In early June the World Bank rushed to defend the proposed China Western Poverty Project from charges that it would disrupt the lives of ethnic Tibetans and had undergone too limited environmental scrutiny. After much pressure from China and pleas from Bank Management the project passed the Board in late June in the face of opposition from the US and Germany. No money will be paid for the most controversial component, however, until a claim to the Bank’s Inspection Panel is dealt with.
The project was drawn up to tackle poverty in Western China by providing seeds, fertilizer, insecticides, rural roads, and support for labour mobility and “voluntary settlement”.
The proposed transfer of about 60,000 people into a prefecture in Qinghai province which has Tibetan and Mongolian autonomous status triggered international concern. From Tibetan support organisations’ knowledge of the area, and two letters smuggled out from China, it was clear that Tibetans in the area faced further erosion of their cultural and economic status.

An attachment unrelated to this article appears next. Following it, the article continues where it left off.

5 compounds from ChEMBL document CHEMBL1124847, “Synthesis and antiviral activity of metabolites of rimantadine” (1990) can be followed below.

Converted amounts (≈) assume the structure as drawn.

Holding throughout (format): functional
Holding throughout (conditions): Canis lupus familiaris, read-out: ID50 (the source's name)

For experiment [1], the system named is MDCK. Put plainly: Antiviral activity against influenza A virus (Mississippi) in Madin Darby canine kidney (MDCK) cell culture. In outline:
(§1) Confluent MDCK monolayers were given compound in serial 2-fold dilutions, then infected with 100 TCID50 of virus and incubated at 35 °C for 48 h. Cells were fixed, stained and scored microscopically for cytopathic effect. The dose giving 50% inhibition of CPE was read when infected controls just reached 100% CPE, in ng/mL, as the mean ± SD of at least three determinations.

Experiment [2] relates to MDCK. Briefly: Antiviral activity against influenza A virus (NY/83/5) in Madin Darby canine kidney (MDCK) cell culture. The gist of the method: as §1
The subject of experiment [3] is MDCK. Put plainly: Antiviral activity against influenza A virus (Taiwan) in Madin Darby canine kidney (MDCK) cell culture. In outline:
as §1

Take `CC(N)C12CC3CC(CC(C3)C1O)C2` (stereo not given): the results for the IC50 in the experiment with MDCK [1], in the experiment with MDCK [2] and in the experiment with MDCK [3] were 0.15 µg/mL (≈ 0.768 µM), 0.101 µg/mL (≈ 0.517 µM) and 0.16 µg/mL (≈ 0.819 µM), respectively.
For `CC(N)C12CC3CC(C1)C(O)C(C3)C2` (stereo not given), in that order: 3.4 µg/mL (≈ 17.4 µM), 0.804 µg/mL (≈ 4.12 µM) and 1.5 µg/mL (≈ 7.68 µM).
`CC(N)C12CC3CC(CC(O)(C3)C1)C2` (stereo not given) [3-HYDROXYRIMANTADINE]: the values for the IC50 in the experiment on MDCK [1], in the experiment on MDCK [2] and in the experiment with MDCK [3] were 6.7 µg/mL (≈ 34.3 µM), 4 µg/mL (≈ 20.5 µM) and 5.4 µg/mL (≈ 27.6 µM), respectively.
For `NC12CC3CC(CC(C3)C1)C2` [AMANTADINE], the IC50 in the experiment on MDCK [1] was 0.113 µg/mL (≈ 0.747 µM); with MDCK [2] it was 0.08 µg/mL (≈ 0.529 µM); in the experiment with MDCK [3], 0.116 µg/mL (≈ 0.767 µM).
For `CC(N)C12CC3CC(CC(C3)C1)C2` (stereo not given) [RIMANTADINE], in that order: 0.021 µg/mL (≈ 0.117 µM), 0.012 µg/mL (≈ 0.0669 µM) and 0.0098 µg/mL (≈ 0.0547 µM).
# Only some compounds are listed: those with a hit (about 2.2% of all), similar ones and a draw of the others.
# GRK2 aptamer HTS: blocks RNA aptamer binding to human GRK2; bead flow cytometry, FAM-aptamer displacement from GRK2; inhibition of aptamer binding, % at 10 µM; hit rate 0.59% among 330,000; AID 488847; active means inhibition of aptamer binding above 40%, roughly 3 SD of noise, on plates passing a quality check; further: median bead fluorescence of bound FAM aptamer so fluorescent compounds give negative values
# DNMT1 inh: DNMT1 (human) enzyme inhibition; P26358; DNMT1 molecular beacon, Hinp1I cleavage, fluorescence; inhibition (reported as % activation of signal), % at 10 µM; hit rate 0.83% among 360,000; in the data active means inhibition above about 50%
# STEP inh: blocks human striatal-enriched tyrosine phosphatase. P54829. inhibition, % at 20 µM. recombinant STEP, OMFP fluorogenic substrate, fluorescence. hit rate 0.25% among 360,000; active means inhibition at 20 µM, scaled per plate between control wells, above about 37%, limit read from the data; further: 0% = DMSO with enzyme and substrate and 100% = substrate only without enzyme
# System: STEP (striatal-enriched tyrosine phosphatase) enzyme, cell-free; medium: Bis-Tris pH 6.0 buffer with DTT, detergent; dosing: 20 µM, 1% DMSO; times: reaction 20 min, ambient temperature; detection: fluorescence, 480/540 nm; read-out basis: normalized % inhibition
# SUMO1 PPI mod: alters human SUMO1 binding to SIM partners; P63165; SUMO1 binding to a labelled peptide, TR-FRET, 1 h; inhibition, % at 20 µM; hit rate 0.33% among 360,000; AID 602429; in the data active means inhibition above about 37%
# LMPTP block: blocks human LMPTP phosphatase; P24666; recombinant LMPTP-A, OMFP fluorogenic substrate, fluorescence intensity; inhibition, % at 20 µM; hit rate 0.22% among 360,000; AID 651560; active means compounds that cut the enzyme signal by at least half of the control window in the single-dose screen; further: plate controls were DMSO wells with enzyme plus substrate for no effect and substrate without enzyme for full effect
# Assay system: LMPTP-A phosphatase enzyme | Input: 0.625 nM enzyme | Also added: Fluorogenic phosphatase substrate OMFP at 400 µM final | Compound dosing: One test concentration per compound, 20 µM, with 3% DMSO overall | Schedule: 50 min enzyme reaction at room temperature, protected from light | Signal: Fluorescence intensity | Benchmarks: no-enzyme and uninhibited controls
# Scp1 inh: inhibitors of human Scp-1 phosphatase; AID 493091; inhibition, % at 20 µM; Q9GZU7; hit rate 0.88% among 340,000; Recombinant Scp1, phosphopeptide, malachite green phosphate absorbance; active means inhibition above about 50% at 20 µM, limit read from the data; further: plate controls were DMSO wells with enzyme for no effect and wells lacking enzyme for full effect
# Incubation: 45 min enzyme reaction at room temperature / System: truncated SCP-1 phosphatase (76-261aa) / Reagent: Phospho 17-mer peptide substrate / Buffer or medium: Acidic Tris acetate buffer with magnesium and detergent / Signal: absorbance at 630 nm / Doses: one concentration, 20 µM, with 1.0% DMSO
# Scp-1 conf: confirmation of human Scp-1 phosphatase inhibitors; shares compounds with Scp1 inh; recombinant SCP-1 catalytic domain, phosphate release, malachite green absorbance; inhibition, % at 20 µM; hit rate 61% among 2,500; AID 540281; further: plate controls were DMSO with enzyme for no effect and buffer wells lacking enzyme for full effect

Whilst the World Bank says it evaluated the project’s merits on a purely economic basis, the Free Tibet Campaign points out that: “the approval of this project is political: China has for the first time secured international funding for population transfer onto indigenous Tibetan lands”. Consultation of people in the “move-in area” appears to have been inadequate, Only 5 per cent of households were interviewed in person, and despite county officials being present, 10 per cent of them opposed the project.
Yet it appears to be the relatively technical matter of environmental categorisation which most angered many Executive Directors. The project, which involves constructing a 40m high dam to irrigate a huge area of fragile arid land, was only rated environmental category B, thus escaping a full assessment.
A series of letters have been written to UK ministers and officials, and questions have been tabled in the House of Commons.
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